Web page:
Now the whole idea of missionary work is seen in a very different light today than it was two centuries ago.  Then, it was thought to be a benevolent outreach to bring the good news of Jesus Christ to people, nations and cultures who knew nothing of him.  Today though, we recognize that the missionary impulse was a decidedly mixed one.  At its best, it brought the love of Jesus and the grace of God into people’s lives.  But it also carried the heavy baggage of colonialism, of eclipsing or erasing native religions and cultures, and often brought with it a thinly veiled imperialism and nation-grabbing.  The missionary effort in Hawai’i was led primarily by our congregational forbears, through the efforts of what is now Yale Divinity School, in partnership with a handful of local New Haven area churches.  As their heirs, we have much to take credit for and much and much to take responsibility for.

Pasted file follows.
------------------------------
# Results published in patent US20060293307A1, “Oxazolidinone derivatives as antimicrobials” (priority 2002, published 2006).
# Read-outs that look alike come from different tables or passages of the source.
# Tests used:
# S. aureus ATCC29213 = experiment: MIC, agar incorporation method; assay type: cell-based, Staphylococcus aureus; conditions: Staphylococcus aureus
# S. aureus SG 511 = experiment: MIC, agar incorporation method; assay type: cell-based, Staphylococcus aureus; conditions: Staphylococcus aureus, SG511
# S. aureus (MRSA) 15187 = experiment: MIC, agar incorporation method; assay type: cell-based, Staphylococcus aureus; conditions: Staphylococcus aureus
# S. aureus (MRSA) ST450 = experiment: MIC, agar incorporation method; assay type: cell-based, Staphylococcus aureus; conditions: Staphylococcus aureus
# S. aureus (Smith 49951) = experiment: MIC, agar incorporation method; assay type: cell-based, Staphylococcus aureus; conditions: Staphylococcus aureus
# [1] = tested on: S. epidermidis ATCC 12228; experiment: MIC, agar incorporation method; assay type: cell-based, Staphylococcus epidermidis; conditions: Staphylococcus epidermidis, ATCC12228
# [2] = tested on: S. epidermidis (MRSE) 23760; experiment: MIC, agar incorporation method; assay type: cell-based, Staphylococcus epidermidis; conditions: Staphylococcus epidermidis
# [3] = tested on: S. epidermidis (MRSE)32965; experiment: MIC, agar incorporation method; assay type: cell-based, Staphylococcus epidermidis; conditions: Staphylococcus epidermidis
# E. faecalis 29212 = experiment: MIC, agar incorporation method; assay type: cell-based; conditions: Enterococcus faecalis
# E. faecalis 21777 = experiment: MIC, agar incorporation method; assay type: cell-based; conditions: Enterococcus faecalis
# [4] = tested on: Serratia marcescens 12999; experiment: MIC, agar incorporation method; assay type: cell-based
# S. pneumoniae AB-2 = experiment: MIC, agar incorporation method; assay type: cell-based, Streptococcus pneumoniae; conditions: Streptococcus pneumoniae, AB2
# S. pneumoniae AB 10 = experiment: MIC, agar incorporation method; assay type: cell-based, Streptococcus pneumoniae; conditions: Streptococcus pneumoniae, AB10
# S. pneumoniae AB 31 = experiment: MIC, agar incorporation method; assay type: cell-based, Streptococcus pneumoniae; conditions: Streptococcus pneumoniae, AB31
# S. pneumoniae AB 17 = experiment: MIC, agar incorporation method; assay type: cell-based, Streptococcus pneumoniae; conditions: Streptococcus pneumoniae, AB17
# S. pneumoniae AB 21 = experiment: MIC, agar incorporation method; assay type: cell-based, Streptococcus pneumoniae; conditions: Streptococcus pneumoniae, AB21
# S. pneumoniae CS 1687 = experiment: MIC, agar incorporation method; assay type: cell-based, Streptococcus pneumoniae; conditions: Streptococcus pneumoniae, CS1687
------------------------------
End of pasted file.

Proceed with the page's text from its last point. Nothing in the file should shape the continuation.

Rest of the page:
So it is partly to dig more deeply into the complicated history of our church’s Hawai’ian evangelization, partly to understand the place of the UCC in contemporary Hawai’i, and partly to learn more about our sister church’s missionary impulse just across Chester’s western border, that I will be spending my coming sabbatical in Hawai’i:  come this February and March, I will spend time on the big island, where Titus Coan landed and established his first church in Hilo, and on Oahu, where the “mother church” still stands in Honolulu, and where the offices of the UCC’s Hawai’ian conference are located.  The Rev. Dr. David Popham, currently Minister and President of the UCC’s Hawai’i Conference has helpfully sent me a list of resources and places to visit while I am there, as well as an invitation to spend time with him and with some of the Conference leadership to talk about the state of the church, past, present and future, among the islands.